are many wonderful lessons that we can learn from autumn
and the turning of the season. It's heartening for
me to see just how many people see autumn as their
favorite season, for it's a season of change, of peace, of
conversion, and of hope. In its falling leaves and
dying flowers and plants and the disappearance of the
frogs and insects and animals that keep us company during
the summer we can see the greatest hope, the greatest
trust, and the greatest faith of all.
this: you've spent vast amounts of time making a
tree. The leaves are beautiful, perfectly shaped and a
lovely shade of green. Every time that you look at your
creation, you feel a surge of pride and accomplishment, and it's
one of your favorite things in the world. Then someone
comes up to you and tells you that you have to make your tree
lose all of its leaves, and you have to put the trunk through an
ordeal of cold and severe weather that will last several months,
and the tree may not make it through. How would you
feel? Would you be able to let go of your creation easily,
exposing it to the elements and the threat of time?
what happens in our world every year. Nature knows that in
order to maintain its vitality, it must go through austere
periods, periods when it gets by with a bare minimum of
everything, when its normal riches aren't on display for the
world to see.
Every autumn, it must "lose" the
beauty that it has put so much effort into creating and
becoming, and it must spend time lying dormant, waiting for the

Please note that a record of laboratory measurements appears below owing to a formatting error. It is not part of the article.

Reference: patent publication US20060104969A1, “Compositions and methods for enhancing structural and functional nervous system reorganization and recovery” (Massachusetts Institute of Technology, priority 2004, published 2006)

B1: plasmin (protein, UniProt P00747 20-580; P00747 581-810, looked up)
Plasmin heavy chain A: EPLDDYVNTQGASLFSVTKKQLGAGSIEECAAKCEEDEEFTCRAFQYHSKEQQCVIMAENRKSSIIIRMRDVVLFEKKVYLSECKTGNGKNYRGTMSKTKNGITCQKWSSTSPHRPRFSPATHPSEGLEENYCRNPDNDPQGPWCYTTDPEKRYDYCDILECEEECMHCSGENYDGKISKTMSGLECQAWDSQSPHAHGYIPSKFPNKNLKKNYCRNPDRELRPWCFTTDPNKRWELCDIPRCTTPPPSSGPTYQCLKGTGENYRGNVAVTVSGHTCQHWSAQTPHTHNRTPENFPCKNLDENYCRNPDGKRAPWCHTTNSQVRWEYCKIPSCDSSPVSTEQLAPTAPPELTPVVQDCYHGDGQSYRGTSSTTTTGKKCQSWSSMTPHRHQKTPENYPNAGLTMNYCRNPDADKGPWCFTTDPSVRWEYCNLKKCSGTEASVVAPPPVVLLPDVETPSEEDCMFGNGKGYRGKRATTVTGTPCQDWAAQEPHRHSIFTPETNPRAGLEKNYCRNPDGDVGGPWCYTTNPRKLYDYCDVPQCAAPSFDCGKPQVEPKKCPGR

time to come when it can once more burst forth in its splendor.
reminds me of my own life, and my own need to simplify that I
feel very strongly from time to time. If I heed those
times when they come to me, I find that eventually, I end up
much richer, if not in a financial sense, then in a personal
sense, a spiritual sense.
autumn isn't a choice. Broken relationships, job layoffs,
the death of loved ones, and many other things can push us into
a period in which it seems as if we're losing everything.
But we aren't losing anything, for nothing on this planet really
is ours. Instead, we're being pushed into a winter in
which we need to lay low for a while, fulfilling our
responsibilities and obligations, but realizing all the time
that spring is right around the corner, just waiting for us to
be ready for it.
can last a very long time, and we often get tired of the cold
weather if it extends itself too far into what's supposed to be
the spring. But spring always does come.
tells the glorious maple tree that it's time to shed its leaves,
the maple tree does so, and as a result of the winter for which
it's preparing itself, it's able to give forth the sap that
gives us maple syrup. It doesn't spend time arguing that
it needs the leaves for the photosynthesis that keeps it
alive. It trusts that even though it's letting go of a
very important part of itself, that part will return and be even
stronger and more beautiful when spring returns.
tells us that it's time for change, that we lost the job that we
just lost for a reason, then it's time to shed that part of
ourselves that we identified with the job and move on.
When a relationship ends, it's time for us to shed the part of
ourselves that we identified with that relationship and move on
so that we can find the rebirth of spring--with new leaves and
new flowers--somewhere in our future. Most importantly, we
need to be ready for that spring when it appears, and we cannot
ready ourselves by holding on to parts of our past that we need
to let go of.
are full of cycles, possibly even more than those of
nature. We go through chapters in our emotional,
spiritual, intellectual, and other types of development.
But we have to let chapters end if we're to move on to the next
chapter, and we have to let seasons run their course if the next
season is to come on time. Spring can't make its way into
our worlds if we're still trying desperately to hold on to the